The Figma Paradox

Figma was intended to accelerate the process from idea to implementation, but are we actually slowing it down? Let's review that approach.

4 min read


By Preben Aas


December 7, 2023

In this article, I start from the assumption that you are a designer, and using a design system, not building it. You also work in a team with developers and a product manager, and you and your team practice agile methodologies.

Design work: your responsibility as a designer

Traditionally, a designer's responsibility and role is ensuring the usability of the service or system built by their team. Yet, a less apparent aspect of this role involves striving for commercial viability. Whether in public or private sector, there should always be a means to measure the outcomes of an investment. Viability work is very challenging, if not the most. As design work is important in both innovation and maintenance, this work has to align with the intent of investment. In another way: make sure you get bang for the bucks.

That is why it’s important what you do, and how you do it. So let’s look at how you use Figma.

The true essence of Figma

Figma is a popular platform used by the designer or a team when designing digital products. The sketches and mockups within Figma serve only as a groundwork and platform for discussion for you, your team, and the product manager. The sketches aren't conclusive at all. Production is.

Production is the software that exists in the real world, and hopefully valuable for users. Investing time in aligning your sketches with production is unnecessary. Considering fixing your sketches post-production highlights that Figma lags behind. And revisiting old aspects is similar to what developers term as debt. Sketches are sketches, not technical debt. They don't require tidying up because they are only a shared understanding and common ground at a specific time, place, and focus. Nor is it documentation or an "experience transfer" to someone else. Continuously tidying up sketches is an endless task that keeps you occupied but doesn't contribute to adding real value.

The implementation of a new feature occurs within the scope of production, with your team. My most significant advice is to communicate with your team every day. Ensure you’re on the same Figma page ;-) As long as you do, your sketches are totally fine not being picture-production-perfect. Do you struggle with messy sketches that don’t resemble those on Dribbble? Excellent! That's an indication of using Figma as intended. It merely represents and materializes current thoughts and ideas, a canvas for ideation. Spending excessive time refining sketches and redesigning Figma prototypes to match production indicates misdirected efforts. Strive to create great and beautiful design, but remember: do the work that needs doing.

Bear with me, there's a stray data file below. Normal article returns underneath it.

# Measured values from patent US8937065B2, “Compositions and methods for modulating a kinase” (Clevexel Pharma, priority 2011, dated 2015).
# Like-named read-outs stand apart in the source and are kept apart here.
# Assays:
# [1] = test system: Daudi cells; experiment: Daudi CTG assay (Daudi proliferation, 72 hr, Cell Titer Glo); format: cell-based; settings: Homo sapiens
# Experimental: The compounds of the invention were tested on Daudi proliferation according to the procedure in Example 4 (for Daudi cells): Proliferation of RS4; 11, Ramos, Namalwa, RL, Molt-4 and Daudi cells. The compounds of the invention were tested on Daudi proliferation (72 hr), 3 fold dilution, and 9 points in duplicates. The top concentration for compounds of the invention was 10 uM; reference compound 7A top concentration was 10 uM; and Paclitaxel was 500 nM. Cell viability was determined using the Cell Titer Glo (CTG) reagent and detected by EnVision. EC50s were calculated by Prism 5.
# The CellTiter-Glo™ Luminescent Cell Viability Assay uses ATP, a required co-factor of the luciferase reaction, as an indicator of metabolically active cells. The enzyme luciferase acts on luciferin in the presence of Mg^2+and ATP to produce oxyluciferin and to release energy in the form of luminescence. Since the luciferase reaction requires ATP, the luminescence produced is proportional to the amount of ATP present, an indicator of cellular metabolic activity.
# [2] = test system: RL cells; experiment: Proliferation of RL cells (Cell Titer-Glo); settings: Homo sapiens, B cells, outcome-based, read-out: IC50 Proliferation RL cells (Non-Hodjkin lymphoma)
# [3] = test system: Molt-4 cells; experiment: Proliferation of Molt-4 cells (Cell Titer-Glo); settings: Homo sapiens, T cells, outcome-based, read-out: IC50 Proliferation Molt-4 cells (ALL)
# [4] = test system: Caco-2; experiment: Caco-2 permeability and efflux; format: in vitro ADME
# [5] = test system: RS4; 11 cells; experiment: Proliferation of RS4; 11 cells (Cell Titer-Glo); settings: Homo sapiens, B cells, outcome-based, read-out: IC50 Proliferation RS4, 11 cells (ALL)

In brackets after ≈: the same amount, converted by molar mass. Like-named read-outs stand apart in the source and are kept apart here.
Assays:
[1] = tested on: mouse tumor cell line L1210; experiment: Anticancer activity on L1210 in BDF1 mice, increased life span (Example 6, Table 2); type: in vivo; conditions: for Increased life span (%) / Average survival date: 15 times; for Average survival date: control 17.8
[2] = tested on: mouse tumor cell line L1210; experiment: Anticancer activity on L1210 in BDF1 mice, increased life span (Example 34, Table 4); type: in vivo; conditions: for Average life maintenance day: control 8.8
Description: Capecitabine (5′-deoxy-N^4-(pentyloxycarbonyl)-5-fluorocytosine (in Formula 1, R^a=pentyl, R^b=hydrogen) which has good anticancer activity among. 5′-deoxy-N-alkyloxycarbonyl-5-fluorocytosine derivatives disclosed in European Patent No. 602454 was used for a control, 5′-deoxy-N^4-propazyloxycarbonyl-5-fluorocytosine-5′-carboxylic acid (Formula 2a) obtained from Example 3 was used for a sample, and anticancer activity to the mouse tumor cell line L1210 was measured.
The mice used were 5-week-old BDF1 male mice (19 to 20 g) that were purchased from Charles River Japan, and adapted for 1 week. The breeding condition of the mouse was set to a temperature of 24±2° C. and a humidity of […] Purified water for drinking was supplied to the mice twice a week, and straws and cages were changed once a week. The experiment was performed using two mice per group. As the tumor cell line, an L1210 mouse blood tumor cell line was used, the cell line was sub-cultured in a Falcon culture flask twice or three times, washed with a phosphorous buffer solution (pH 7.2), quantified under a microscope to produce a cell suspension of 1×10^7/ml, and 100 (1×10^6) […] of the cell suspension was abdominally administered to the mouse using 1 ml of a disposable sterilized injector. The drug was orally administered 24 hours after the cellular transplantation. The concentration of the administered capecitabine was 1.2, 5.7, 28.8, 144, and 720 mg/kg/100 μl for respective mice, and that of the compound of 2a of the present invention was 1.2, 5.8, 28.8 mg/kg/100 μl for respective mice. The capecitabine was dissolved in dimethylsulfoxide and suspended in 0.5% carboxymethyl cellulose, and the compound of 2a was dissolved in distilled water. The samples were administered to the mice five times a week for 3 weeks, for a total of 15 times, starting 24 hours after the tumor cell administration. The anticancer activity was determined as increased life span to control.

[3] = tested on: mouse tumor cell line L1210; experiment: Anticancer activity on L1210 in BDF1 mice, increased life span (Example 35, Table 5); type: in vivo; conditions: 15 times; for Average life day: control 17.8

I would recommend reading an insightful article by my colleague, Ragnhild Liven, who shares a similar perspective on prototypes: kill it.

Your work's fidelity matters

By now, you might be thinking: "but this does not apply to me." Maybe it doesn’t, or maybe it does, and you just don’t want to admit it.

Fidelity in design often refers to the accuracy to an original or intended design. It can include the level of detail, accuracy, or fidelity to the original concept. I believe that the need for fidelity matters in relation to how closely you work with your team, how "agile you are," and the self-evident platitude: it depends. Of course. Designing a system for critical operations within e.g. health, taxes, or military operations have different requirements. So, this does not apply to all.

However, if you are working in a well functional team and have this mindset, you want to be working within that bottom-left area.

A diagram comparing fidelity to distance from developers in relation to Agile and Waterfall methodologies.
A diagram comparing fidelity to distance from developers in relation to Agile and Waterfall methodologies.

The Figma paradox

Figma was designed to facilitate the swift design of digital products and solutions, and undoubtedly, it accomplishes this goal. However, as Figma evolves, I observe tendencies toward unnecessary complexity, at least among its users. Figma incorporates features previously exclusive to code, such as styling, variables, variants, components, and tokens. Don't misunderstand; this incorporation is fantastic and bridges the gap between code and design. Yet, it often tempts users to delve into unnecessary details where they really shouldn’t. This behaviour isn't due to the system compelling us, but rather because we find it challenging to resist. This is common with all tools.

Realistic, functional prototypes aren’t viable unless Figma is transitioning to a no-code platform that pushes high-fidelity sketches directly to production. It’s essential to maintain the right level of complexity, allowing sketches to be a common ground for the team, and serving the purpose as food for thought.

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